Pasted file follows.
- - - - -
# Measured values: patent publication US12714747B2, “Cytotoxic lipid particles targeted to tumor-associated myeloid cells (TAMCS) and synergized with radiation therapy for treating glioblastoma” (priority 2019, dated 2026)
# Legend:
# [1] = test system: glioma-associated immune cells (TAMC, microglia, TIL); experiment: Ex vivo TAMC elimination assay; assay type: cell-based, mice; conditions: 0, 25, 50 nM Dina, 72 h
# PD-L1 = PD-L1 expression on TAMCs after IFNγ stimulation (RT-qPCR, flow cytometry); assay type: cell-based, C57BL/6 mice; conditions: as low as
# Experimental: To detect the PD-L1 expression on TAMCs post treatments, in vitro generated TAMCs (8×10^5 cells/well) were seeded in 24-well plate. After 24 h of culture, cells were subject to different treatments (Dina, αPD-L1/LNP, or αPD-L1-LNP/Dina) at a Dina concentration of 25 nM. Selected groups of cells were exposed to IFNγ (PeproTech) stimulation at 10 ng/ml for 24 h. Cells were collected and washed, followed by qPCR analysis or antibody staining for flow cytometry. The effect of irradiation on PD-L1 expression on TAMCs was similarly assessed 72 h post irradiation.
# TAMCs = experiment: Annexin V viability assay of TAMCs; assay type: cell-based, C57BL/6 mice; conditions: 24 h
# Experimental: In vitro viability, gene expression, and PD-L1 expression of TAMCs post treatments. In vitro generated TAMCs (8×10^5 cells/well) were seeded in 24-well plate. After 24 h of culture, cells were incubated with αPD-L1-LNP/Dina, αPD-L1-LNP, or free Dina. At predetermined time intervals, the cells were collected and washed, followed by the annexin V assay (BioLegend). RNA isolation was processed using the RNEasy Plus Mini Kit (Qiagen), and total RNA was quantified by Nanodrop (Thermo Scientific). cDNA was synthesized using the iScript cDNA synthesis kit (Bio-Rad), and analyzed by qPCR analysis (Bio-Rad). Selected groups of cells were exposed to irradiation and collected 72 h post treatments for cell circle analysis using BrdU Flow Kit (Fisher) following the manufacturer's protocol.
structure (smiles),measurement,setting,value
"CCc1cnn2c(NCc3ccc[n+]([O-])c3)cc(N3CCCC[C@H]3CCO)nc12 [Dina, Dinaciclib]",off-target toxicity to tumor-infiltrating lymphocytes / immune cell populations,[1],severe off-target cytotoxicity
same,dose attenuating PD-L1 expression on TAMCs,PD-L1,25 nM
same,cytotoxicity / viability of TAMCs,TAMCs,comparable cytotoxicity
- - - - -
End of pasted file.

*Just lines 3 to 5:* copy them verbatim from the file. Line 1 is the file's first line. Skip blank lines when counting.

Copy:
# [1] = test system: glioma-associated immune cells (TAMC, microglia, TIL); experiment: Ex vivo TAMC elimination assay; assay type: cell-based, mice; conditions: 0, 25, 50 nM Dina, 72 h
# PD-L1 = PD-L1 expression on TAMCs after IFNγ stimulation (RT-qPCR, flow cytometry); assay type: cell-based, C57BL/6 mice; conditions: as low as
# Experimental: To detect the PD-L1 expression on TAMCs post treatments, in vitro generated TAMCs (8×10^5 cells/well) were seeded in 24-well plate. After 24 h of culture, cells were subject to different treatments (Dina, αPD-L1/LNP, or αPD-L1-LNP/Dina) at a Dina concentration of 25 nM. Selected groups of cells were exposed to IFNγ (PeproTech) stimulation at 10 ng/ml for 24 h. Cells were collected and washed, followed by qPCR analysis or antibody staining for flow cytometry. The effect of irradiation on PD-L1 expression on TAMCs was similarly assessed 72 h post irradiation.